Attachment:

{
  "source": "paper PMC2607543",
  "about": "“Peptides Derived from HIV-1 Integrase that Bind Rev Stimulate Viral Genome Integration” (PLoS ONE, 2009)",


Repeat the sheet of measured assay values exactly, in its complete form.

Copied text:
{
  "source": "paper PMC2607543",
  "about": "“Peptides Derived from HIV-1 Integrase that Bind Rev Stimulate Viral Genome Integration” (PLoS ONE, 2009)",